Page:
Transforming Preaching, by Ruthanna B. Hooke. New York: Church Publishing, 2010.
I just finished reading Hooke’s book, serendipitously on Epiphany, January 6, 2011, otherwise known as the day after the Twelfth Day of Christmas. For many of us, this is the day that Christmas is really over: the trees come down this weekend, decorations are put away, and Christmas is boxed up until next December. Of course, the rest of the world was done with Christmas on December 26, but maybe that is because the rest of the world too easily forgets that for Christians, Christmas is a way of life. Christmas is not a day. Christmas is not even twelve days. Christmas is what it means to be a Christian, and I am not just talking about acknowledging and celebrating the birth of Jesus. To be a Christian means to live the life that God lived, not “What Would Jesus Do,” not a Sermon-on-the-Mount kind of moral blueprint, but living an incarnated life. And that’s why I am glad I read this book during the twelve days of Christmas, because it reminded me that I am no preacher at all if I am not a fully embodied, fully present, completely incarnated communicator for the sake of God’s Word.
Transforming Preaching is one volume in the series, Transformations: The Episcopal Church in the 21st Century, addressing various practices of the church that need transformation for the sake of the church’s future as a viable presence in our time. The book is organized into five chapters. Chapter One, “Why is it Frightening to Preach?” calls attention to that very basic, extraordinarily human emotion of fear that manifests itself in preaching for assorted reasons and in different ways. In addition to the expected fears surrounding public speaking, theological competence, and views of Scripture, Hooke draws attention to a primary fear that few of us preachers articulate: the fear of being fully present. It is a fear of “showing up,” because when that truly happens, when we live in the now, our real fear surfaces: “we are afraid of becoming real.”
Becoming real, being fully present in our preaching, necessitates authenticity and is the focus of the second chapter, “Is There a Word From the Lord?” Just as “the humanity of Jesus of Nazareth did not ‘get out of the way,'” neither should ours. God needs our humanity so that God can be made known in our preaching. Of course, this raises a number of questions regarding personal disclosure, personal stories, and the like, which Hooke addresses in turn. Hooke argues that one way that a “quality of presence” can be realized in preaching is through the metaphor of preaching as performance.
After discussing various definitions of “performance,” Hooke argues that “to call preaching a performance highlights the fact that it is a practice with a particularly acute tension between the practicing self and the faith that is practiced.” Much like actors or musicians, preachers are “completely themselves, free and independent, and yet for this time the whole of their being, their life, their freedom, their skill, is taken up with this mysterious, different thing that is the work to be brought to life.” Moreover, we cannot be fully present unless our bodies are acknowledged as necessary to that presence. This book is dedicated the process of embodiment as essential for incarnational preaching.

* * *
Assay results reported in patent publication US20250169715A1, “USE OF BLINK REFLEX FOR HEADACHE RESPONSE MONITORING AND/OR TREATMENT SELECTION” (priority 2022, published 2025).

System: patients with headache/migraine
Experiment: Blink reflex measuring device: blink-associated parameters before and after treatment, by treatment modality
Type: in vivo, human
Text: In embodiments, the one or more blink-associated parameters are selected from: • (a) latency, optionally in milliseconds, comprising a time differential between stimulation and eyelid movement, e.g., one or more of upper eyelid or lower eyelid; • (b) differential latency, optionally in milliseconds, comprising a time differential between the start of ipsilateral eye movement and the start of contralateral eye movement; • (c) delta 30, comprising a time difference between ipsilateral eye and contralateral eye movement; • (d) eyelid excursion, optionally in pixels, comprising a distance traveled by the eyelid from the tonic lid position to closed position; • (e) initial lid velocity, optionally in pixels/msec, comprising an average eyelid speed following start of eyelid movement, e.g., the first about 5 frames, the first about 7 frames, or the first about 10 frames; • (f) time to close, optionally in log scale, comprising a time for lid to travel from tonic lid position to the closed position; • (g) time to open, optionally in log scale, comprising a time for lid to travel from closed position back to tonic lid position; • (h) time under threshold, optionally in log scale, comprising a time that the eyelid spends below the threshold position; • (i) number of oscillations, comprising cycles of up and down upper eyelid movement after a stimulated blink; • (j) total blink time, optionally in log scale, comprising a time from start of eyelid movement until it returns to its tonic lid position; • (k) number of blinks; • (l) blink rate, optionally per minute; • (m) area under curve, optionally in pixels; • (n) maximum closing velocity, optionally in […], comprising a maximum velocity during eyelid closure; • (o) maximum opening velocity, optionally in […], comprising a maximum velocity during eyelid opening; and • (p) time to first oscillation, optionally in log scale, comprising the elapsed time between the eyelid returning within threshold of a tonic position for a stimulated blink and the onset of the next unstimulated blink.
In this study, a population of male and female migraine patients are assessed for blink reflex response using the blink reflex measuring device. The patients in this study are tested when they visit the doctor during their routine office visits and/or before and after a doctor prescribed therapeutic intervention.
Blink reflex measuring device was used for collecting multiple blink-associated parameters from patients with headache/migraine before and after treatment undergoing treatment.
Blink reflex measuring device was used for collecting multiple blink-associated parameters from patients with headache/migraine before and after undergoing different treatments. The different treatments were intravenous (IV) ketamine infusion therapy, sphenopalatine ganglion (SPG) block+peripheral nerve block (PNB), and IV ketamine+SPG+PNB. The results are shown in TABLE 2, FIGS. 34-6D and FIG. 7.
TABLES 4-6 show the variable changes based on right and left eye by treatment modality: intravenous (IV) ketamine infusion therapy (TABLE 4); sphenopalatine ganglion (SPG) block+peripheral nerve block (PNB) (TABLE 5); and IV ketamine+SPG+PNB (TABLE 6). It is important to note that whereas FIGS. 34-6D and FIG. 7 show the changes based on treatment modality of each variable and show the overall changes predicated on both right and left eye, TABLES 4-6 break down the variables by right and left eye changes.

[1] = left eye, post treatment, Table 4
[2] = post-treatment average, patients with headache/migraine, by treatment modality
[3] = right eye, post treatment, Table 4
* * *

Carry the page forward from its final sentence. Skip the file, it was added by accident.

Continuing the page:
The third chapter introduces us to Episcopalian preachers in whom Hooke finds authentic preaching. There is a wide variety of gender, race, context, and experience in these profiles which allows for a deep expression of the ways in which the reader can imagine practices of embodiment in her own preaching. Specific techniques towards becoming an embodied preacher are the subject of the fourth chapter.
From voice work, to yoga, to Scripture performance, to improvisation, Hooke provides enough resources for even bodily fearful preachers to recognize that our bodies cannot be ignored in our preaching. They are who we are. The fifth chapter imagines a visitor to a church where the preacher regularly practices the ideas narrated in the book. What would the visitor experience? The final chapter provides the reader with a discussion guide if the book is being used in a congregational or community discussion.
Here’s one of the main reasons I appreciated this book. When do we get to talk about our bodies as preachers beyond “I look terrible in albs,” or “I need to interject a good gesture here,” or “I need to stop eating so many cookies with the quilters”? Fundamentally, Hooke offers a theology of authentic presence and a kind of presence that can be taught and learned. Presence is premised on the holistic communion of mind, spirit, and body. We preachers know a lot about cultivating the mind and appreciating the spirit, but, it remains true that, “It is as though we work around our bodies in our preaching, rather than with and through them.”
Transforming Preaching gives preachers the opportunity, the permission, and in the end, maybe even, finally, the freedom, to be able to talk about how and when we think about our own bodies in the act of preaching and how embodiment in and of itself is an expression of biblical interpretation. And for homiletical imagination, Hooke has provided a new vision for the understanding of and commitment to incarnational preaching.